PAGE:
The complex costs of integrating refugees in Germany
A German organization representing local municipal governments sounded the alarm this week, saying Berlin will need to feed more
money down the chain. So what’s the government planning to spend, and what’s the shortfall?
Housing, food, supplies, a personal monetary allowance, policing, education, childcare – there’s a long list of potential costs when a country takes in refugees or asylum seekers. To complicate matters further, these costs will vary from person to person, and place to place. Cities such as Munich or Stuttgart, two of the German property ladder’s priciest rungs, might have particular problems finding affordable accommodation. In former East Germany or northwestern cities struggling to overcome the decline of heavy industries such as mining, integrating migrants into the labor market or schools might pose the greatest problem.
Despite these potential discrepancies, the federal government has agreed on a new, unified approach to the funding issue starting in 2016. It was a key part of the package of asylum laws passed on a fast track this month . Starting in January, the national government will award each of Germany’s states a fixed sum of money – 670 euros (currently $740) – per asylum seeker, per month. It will then be up to the states and to their municipalities to divvy up this money to cover their specific costs.
“The risk here is self-evident,” warns a new report from the Deutscher Städtetag (Organization of German Cities), which represents municipal governments in Germany’s highly decentralized system. “The agreement completely neglects to obligate German state governments to pass these means on to the municipalities.”
Who pays what, where?
Stephan Articus, managing director of the Deutscher Städtetag, suggests a “transparent, unified and national process” to solve this, in which states simply pass the entire premium they receive straight on to the municipality or city where the person is living. “For, up to now, different states’ financial contributions towards the costs for municipalities have differed vastly.”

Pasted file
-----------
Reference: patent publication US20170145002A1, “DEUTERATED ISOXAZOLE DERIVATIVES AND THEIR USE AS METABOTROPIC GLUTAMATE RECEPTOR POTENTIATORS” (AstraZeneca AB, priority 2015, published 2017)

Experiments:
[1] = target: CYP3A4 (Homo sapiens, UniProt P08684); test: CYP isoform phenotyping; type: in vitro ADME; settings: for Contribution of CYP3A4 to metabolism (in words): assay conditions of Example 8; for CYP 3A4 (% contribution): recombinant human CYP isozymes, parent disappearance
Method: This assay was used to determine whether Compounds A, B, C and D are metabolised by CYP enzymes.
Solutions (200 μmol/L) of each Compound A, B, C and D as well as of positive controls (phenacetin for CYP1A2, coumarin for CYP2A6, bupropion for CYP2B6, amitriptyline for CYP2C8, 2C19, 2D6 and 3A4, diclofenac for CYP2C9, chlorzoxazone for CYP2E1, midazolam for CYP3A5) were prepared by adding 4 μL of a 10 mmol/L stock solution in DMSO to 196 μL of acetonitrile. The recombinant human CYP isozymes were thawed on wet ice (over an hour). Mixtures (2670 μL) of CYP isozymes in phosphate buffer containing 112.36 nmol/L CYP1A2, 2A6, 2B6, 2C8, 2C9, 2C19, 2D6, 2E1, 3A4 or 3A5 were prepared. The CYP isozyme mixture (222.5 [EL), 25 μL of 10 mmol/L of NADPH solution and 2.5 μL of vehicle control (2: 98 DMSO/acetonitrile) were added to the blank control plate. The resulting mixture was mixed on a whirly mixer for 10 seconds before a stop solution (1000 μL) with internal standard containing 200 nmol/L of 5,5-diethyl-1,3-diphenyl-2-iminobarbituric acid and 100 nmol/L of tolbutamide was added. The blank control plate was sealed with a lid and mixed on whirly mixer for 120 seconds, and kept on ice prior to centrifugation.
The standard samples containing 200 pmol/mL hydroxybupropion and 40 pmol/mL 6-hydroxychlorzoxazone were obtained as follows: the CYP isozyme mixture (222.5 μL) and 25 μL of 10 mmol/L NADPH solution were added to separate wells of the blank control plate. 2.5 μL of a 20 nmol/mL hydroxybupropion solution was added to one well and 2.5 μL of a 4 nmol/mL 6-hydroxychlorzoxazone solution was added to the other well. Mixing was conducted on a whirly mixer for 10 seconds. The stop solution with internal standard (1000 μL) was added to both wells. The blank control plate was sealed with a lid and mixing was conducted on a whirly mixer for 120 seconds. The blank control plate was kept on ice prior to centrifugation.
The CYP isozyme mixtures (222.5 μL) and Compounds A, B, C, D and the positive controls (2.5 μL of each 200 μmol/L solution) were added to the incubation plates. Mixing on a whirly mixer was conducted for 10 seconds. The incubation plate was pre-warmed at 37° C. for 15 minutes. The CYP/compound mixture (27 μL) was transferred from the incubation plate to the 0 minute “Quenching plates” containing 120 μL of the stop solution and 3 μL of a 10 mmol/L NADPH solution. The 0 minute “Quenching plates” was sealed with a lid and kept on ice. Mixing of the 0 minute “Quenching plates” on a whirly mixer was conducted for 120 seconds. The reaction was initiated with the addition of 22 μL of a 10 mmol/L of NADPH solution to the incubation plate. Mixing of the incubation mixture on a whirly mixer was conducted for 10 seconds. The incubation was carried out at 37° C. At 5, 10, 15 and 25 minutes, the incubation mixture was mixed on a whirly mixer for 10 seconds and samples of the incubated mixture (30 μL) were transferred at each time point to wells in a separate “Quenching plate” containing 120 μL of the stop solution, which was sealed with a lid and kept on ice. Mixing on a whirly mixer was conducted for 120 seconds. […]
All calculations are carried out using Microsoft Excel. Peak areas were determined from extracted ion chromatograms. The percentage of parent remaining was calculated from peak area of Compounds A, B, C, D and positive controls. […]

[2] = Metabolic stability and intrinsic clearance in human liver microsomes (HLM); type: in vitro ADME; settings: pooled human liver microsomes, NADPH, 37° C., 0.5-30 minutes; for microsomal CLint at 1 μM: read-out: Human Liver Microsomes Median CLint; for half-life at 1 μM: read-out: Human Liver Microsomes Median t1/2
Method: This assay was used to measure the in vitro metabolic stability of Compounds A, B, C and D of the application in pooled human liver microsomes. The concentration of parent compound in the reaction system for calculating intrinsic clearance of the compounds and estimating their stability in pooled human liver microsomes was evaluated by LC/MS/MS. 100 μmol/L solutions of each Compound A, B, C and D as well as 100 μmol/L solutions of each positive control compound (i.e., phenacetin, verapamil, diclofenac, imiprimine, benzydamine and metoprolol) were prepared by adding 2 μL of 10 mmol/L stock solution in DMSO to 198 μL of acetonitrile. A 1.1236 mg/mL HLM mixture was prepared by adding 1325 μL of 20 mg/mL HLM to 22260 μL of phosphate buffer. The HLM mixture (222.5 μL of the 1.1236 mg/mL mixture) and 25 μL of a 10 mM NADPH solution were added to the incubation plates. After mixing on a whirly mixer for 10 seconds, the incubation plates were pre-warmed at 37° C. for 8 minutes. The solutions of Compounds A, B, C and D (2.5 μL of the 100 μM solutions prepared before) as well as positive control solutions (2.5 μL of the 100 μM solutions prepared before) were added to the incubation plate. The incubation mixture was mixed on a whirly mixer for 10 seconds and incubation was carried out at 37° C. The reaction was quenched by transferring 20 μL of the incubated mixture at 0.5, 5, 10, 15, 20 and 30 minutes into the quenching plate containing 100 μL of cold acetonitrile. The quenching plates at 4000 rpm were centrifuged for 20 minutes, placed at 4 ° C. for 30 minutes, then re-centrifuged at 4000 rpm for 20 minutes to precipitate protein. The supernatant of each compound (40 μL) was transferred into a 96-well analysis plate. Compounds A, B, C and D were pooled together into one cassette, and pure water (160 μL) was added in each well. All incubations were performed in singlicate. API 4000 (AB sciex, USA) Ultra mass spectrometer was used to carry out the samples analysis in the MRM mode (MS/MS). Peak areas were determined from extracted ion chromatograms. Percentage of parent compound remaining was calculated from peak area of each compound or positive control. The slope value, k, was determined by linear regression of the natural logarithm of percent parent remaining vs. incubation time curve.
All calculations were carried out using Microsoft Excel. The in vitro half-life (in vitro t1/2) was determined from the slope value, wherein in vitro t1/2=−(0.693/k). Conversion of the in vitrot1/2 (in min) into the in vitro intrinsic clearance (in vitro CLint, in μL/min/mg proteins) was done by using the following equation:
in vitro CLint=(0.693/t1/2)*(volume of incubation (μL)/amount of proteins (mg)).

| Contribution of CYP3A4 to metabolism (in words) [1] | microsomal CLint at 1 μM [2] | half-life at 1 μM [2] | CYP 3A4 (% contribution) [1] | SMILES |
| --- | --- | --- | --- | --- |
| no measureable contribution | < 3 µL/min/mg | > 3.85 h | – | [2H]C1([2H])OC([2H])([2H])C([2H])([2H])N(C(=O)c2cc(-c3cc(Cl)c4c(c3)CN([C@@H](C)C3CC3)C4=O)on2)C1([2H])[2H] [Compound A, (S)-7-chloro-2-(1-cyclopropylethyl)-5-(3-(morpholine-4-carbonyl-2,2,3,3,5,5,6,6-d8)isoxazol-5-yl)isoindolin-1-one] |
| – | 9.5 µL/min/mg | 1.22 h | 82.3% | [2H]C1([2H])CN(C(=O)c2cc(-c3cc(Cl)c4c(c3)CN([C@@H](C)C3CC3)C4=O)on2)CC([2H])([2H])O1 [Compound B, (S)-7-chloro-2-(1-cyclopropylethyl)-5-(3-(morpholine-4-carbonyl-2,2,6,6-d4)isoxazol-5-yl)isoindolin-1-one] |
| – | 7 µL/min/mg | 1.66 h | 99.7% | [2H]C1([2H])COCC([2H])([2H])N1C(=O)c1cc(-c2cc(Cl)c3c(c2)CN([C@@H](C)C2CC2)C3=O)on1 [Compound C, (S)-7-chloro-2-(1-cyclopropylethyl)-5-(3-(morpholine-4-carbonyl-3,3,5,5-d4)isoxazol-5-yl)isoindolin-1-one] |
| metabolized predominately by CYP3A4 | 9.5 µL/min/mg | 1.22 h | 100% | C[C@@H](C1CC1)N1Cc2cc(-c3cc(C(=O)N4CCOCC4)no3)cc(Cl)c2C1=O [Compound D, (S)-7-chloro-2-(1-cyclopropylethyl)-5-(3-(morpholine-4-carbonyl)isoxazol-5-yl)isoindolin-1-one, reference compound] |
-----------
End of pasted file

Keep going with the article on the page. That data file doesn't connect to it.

In principle, German states are legally responsible for the reception, accommodation and provision of benefits to cover the vital needs of asylum seekers. In practice – with exceptions such as Bavaria and the city-states of Berlin, Bremen and Hamburg – most states pass this responsibility on and then reimburse local governments for the costs incurred. As a 2014 federal government report from the Federal Office for Migration and Refugees (BAMF) put it: “It is, however, virtually impossible to compare these [state figures] with one another because of different accounting periods and different variable shares.” Most states, the report continued, were aiming to shoulder between 70 and 85 percent of the municipalities’ costs at the time.
Articus’ second-in charge at the Deutscher Städtetag, Helmut Dedy, wrote an editorial to accompany Thursday’s report, playing on Angela Merkel’s now-notorious “wir schaffen das” (“we can do this”) refugee motto. Entitled “We can do this, if…,” Dedy’s thesis points out that Germany is essentially in stage one of three when it comes to refugees: reception. Stages two and three, “beginning with the approval of the refugees’ asylum applications,” will pose challenges on the local level more than for states, he posits. After identifying integration in the community, which “also requires financial resources,” as stage two, Dedy comes to the third step: “Refugees – just like other residents – need a flat, and access to the city’s schools and childcare facilities.”
Has Berlin earmarked enough?
What’s more, the Deutscher Städtetag estimates that the 670 euros is only likely to cover around two-thirds of the actual costs. The group suggests 1,000 euros per person, per month, as a more realistic level.
One reason why per-person figures are favored over lump sums – even in the legislation – is the current uncertainty as to how many people will arrive in Germany in the coming months and years. The report offered two scenarios, one based on 500,000 new arrivals in 2016 and the other on 1.2 million. This put the total estimated costs for states and municipalities at between 7 billion and 16 billion euros – and, perhaps more importantly, it put the shortfall after implementing Berlin’s new laws at between 3.5 and 5 billion euros.
However, the report did not call for responsibility to be taken out of towns and cities’ hands – arguing that only they had the flexibility to find solutions tailored to the lay of the land.
“In economically weak regions, major programs will be needed to integrate refugees into the labor market. In regions with low unemployment, but an expensive real estate market to go with that, massive investment towards social housing will be necessary,” Dedy said.